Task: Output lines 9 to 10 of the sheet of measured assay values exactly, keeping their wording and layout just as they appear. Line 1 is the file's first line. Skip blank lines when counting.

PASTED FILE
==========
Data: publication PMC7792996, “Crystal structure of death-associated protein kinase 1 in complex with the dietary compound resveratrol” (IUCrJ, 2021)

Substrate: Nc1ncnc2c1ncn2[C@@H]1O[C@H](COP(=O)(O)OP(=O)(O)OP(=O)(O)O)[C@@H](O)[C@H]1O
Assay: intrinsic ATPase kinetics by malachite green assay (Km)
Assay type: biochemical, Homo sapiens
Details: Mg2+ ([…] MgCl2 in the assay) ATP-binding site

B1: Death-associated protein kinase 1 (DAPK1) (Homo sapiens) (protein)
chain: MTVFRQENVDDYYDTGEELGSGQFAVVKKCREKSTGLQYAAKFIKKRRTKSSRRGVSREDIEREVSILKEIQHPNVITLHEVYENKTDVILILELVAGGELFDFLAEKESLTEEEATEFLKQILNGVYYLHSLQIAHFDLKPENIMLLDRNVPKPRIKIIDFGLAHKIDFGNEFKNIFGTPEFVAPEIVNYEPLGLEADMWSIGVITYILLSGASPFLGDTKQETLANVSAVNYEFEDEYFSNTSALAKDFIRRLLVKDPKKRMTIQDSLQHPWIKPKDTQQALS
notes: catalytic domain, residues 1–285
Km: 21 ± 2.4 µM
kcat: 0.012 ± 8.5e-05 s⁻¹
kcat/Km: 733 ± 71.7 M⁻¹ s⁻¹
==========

Km: 21 ± 2.4 µM
kcat: 0.012 ± 8.5e-05 s⁻¹